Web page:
France - a vertical housing estate with apartments that can be modified/extended over time


In Bègles, France, LafargeHolcim is taking part in “Les Hauts-Plateaux” project. This is a vertical housing estate that offers an innovative and affordable solution to the problem of urban sprawl. The individual houses' decks are built in a stack and owners can extend them or alter them over time as their needs change.

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The LafargeHolcim project is unique in France, and ties in with the Bègles town council's housing policies:

  • promoting innovative forms of housing
  • combining the fight against urban sprawl with the advantages of a house (modularity, possible expansion, garden)
  • offering an affordable price (€2,700 per square meter) to first-time buyers, particularly young families with children.


LafargeHolcim offers an innovative solution under the motto: It's your own home - a surface that you can alter or extend as your desires or needs change inside a block of flats.

This is the idea of "Les Hauts-Plateaux", a vertical housing estate in the town of Bègles, near Bordeaux. Each floor is divided into units of 100 m² to 120 m², made up of:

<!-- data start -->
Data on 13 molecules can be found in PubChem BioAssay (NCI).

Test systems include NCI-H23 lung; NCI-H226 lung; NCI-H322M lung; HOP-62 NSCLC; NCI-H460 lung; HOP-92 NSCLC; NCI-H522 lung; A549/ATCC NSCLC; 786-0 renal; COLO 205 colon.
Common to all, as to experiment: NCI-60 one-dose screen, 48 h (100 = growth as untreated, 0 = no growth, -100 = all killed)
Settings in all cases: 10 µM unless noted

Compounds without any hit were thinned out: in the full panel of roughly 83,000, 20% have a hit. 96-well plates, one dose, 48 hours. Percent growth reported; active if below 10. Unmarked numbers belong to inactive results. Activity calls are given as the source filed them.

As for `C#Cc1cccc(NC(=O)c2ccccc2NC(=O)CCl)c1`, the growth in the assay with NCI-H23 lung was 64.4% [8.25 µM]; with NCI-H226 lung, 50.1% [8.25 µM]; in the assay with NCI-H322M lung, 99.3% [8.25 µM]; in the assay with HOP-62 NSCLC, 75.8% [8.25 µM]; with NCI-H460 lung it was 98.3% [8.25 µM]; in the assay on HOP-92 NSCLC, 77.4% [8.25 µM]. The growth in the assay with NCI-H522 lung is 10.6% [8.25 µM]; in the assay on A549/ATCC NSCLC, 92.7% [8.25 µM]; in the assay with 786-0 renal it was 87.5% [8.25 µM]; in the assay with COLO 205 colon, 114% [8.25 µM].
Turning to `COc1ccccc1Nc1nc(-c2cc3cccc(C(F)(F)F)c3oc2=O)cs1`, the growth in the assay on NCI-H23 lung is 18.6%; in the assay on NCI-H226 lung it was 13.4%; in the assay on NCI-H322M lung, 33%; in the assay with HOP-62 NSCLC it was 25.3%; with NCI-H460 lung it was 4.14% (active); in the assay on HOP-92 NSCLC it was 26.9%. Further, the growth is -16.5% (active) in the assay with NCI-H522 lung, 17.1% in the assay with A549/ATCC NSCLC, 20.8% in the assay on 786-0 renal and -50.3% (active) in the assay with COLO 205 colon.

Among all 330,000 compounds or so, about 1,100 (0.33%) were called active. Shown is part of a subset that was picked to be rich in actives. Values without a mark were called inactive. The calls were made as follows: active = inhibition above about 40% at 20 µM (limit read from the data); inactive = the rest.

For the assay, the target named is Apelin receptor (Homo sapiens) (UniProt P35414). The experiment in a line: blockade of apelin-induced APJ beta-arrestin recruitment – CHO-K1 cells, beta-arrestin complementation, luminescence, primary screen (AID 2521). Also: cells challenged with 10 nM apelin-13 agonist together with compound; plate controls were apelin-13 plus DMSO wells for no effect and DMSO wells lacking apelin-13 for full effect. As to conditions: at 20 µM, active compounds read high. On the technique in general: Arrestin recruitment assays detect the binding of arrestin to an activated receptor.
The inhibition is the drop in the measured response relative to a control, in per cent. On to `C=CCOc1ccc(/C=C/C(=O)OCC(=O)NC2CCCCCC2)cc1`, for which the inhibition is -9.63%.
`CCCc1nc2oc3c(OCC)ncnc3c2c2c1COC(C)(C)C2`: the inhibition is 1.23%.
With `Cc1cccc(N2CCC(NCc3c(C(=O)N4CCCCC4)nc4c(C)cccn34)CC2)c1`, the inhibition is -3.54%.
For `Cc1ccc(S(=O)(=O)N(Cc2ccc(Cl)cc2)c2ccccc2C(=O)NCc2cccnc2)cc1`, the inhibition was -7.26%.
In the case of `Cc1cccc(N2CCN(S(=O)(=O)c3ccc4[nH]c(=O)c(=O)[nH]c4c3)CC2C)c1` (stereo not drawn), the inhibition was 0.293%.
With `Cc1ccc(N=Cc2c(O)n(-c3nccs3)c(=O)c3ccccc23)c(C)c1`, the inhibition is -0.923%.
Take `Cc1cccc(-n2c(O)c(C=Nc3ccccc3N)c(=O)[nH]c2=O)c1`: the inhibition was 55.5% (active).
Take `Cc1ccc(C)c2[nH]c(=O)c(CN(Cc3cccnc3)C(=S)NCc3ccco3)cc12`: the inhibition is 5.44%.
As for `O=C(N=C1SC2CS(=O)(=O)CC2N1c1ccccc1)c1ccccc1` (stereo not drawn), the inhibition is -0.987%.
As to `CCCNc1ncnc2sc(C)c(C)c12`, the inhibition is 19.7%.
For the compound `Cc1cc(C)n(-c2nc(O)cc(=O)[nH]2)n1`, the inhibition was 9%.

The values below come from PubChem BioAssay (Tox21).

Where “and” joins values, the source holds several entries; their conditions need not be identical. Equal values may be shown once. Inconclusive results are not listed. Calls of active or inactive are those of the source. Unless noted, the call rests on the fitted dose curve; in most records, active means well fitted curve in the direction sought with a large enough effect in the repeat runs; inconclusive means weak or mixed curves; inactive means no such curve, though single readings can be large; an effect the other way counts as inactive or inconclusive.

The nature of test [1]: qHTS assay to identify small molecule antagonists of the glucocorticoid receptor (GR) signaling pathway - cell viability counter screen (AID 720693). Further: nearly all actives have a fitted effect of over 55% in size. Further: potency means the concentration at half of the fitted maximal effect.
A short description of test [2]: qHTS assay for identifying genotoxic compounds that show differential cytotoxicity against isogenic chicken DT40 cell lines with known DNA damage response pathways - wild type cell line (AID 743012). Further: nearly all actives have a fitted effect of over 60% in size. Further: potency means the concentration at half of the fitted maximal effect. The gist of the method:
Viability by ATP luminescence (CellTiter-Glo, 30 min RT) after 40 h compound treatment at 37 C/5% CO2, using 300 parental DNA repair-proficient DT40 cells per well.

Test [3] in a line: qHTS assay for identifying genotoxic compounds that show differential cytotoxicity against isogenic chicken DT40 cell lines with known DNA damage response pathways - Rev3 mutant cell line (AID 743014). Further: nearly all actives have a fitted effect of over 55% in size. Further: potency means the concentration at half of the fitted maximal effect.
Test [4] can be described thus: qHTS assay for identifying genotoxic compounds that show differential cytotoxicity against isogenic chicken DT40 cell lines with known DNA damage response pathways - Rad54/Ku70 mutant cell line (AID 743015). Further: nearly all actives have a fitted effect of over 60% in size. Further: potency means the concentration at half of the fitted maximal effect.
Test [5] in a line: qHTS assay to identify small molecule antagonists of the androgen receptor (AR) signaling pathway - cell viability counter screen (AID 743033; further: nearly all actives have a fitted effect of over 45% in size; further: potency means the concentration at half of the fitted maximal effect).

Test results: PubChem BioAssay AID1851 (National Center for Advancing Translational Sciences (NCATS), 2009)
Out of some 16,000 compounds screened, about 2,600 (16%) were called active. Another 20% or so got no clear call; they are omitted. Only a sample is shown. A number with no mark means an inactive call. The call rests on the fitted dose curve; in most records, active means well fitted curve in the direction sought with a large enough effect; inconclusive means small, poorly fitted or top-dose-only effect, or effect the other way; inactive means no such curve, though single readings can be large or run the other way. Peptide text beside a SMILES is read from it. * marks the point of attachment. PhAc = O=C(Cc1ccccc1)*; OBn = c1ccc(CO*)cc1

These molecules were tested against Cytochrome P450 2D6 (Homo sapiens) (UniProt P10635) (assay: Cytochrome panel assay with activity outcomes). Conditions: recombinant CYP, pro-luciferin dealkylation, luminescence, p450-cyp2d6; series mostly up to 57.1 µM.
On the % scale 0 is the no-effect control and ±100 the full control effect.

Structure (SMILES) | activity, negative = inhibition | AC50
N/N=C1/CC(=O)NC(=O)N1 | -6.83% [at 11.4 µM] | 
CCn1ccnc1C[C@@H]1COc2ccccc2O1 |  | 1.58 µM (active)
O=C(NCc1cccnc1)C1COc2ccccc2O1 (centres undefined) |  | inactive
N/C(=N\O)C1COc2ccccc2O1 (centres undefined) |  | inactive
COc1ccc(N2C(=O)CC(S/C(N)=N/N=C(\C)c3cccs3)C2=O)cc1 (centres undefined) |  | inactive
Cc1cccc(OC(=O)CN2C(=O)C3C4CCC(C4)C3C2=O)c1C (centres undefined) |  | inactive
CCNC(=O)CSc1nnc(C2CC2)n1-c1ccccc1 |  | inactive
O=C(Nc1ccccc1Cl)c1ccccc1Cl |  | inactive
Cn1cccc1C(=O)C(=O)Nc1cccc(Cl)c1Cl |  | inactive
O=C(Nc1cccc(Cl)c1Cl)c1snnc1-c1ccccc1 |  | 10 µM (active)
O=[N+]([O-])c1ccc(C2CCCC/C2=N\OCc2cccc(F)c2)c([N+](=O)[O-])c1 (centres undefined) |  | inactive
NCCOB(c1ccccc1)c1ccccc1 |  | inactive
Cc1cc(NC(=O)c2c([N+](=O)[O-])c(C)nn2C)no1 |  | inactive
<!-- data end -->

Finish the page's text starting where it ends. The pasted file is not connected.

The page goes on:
• 50% living space
  • 25% garden
  • 25% transformable space.

Alongside the town council, the architect, Christophe Hutin, and the property developer, Domofrance, LafargeHolcim has worked on the core element of the concept: the structure of slabs supported by thin beams with a very long span, achieved thanks to the association of conventional concrete with special concretes:

  • high-strength concrete for the beams,
  • impermeable concrete for the slabs,
  • pervious concrete for exterior surfaces.


Thanks to their knowledge of materials, the LafargeHolcim teams have devised solutions which will give the best performance at the lowest cost, including a guarantee of durability for the developer.

"Lafarge[Holcim] has shown that ecological housing can lead to innovation, and that includes concrete manufacturers, which just goes to show that there is no opposition between environmentalists and those who work intelligently with concrete," said Noël Mamère, the mayor of Bègles, at the project presentation.